Dr. Benson and the school board are definitely working to clean up the school system’s accounting.  They now use a zero-baseline budget.  But I think there is more work to be done.  For example, the Finance and Budget Committee is asking for monthly updates on how much money has accrued due to salary lapse funds.  But they should also be asking for an itemized accounting of those funds.  How much is coming from unfilled positions?  How much is coming from retirements?  How much is coming from not being able to find substitute teachers and then taking away a teacher’s planning time?  They should also be looking critically at the number of unfilled positions each month.

 

Second, increased funding for the schools would make solving teacher and staff retention easier, but I’d like to look at the school board’s spending priorities.  I think education should be the priority.  High-quality teachers and support staff are essential in providing a good education.  We have been losing experienced teachers to higher paying counties or to counties with friendlier working conditions.  Teachers, support staff, and parents are routinely told that there is no money for a salary increase.  But there has been money for a marketing and public relations campaign that included redesigning all of the schools’ websites, a new logo, and promotional videos.  There is almost a million dollars in the budget for administrators and teachers to attend conferences.  These are just a couple of examples of spending choices that indicate teacher and support staff compensation is not the priority.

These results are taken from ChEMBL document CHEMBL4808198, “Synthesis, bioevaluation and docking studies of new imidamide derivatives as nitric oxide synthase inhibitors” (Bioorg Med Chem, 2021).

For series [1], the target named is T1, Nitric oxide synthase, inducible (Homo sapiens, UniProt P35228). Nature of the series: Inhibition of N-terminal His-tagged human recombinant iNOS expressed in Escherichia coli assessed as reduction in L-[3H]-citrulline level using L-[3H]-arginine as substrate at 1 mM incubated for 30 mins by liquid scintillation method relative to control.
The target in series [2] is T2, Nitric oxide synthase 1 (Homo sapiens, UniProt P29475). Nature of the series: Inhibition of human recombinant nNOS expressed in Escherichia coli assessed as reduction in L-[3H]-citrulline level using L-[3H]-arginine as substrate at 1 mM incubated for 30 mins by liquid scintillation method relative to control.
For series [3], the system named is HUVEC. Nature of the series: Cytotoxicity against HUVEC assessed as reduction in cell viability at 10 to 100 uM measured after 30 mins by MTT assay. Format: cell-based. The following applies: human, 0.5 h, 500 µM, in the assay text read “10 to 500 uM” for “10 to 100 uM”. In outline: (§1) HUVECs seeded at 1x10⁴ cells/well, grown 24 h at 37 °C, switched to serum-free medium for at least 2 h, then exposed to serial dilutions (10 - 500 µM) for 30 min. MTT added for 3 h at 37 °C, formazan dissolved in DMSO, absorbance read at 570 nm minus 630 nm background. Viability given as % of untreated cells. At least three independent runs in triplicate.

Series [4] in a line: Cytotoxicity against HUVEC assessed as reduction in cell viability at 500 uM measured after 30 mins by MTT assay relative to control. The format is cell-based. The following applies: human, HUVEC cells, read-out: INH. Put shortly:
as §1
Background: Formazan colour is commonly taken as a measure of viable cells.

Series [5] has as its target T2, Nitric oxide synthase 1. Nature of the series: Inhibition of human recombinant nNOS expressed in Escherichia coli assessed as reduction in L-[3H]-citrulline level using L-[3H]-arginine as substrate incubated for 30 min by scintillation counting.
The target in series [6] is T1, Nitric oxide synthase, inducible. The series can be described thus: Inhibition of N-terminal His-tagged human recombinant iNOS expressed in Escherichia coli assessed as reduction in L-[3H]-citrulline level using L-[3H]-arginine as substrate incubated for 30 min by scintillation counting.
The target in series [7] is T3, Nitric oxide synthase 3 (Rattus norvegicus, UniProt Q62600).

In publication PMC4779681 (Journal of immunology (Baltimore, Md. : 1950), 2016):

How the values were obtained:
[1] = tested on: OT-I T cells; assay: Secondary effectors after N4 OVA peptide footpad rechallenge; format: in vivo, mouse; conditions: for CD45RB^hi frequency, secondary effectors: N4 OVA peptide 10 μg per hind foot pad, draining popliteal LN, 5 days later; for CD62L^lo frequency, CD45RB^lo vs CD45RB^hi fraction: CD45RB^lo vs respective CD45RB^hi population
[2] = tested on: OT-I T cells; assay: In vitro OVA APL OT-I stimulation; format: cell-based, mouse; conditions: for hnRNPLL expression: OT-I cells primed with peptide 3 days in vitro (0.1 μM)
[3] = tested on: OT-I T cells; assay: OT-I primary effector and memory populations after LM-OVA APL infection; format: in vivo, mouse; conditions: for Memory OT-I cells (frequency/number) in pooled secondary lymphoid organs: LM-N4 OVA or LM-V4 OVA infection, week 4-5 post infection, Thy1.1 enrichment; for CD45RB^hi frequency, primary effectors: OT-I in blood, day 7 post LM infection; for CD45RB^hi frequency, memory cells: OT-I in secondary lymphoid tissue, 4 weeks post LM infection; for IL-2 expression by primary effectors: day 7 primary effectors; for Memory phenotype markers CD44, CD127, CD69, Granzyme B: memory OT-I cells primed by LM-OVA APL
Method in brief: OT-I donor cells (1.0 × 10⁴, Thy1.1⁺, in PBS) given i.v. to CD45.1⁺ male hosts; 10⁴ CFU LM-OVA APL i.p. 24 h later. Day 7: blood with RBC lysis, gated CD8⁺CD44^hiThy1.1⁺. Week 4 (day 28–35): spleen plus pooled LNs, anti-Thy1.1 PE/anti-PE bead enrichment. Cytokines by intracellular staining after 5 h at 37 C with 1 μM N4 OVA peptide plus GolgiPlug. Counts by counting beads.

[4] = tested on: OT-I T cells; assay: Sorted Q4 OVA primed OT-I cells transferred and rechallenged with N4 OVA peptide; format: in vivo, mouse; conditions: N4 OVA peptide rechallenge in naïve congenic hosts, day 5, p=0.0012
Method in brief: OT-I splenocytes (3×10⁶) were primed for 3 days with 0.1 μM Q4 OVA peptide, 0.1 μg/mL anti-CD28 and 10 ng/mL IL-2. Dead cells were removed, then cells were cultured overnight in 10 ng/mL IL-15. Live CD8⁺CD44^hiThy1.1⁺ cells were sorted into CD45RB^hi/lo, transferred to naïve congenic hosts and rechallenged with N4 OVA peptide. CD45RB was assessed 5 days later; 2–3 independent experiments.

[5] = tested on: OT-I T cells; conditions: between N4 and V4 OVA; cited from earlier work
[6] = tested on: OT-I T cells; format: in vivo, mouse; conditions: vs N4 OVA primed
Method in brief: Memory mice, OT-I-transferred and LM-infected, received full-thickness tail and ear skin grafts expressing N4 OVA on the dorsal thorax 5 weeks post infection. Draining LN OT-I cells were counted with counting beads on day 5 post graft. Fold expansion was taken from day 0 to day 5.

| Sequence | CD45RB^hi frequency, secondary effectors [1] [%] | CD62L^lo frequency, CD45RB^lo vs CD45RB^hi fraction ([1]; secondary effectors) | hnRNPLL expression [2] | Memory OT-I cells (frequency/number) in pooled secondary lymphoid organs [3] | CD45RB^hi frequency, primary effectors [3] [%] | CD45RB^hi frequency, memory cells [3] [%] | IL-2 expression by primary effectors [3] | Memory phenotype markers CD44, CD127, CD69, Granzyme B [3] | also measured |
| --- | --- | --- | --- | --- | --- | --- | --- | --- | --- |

Third, I’d like to see something done to improve education at the lower performing schools in the county.  What is causing the difference?  Is it a function of the number of experienced teachers?  Is there a difference in the resources provided to the schools?  Are some school administrators better at getting parents involved in their children’s education?  If we can find the cause, we can address it so that all of the children in Stafford County have the opportunity to receive a great education.

 

BTW: The relationship between the Board of Supervisors and the School Board has long been a rocky one.  Are you willing to work hand in hand with the Board of Supervisors to deal with the problems facing our school system?

 

Absolutely!  I have known and worked with Falmouth’s incumbent supervisor, Meg Bohmke, for 16 years.  I’ve also met with Mrs. Bohmke’s challenger, Greg Bundrick.  He is interested in working with the school board to find ways to increase teacher and staff compensation.  In addition, over the course of this campaign, I have run into Supervisors Thomas and Snellings.  They both expressed a commitment to supporting education.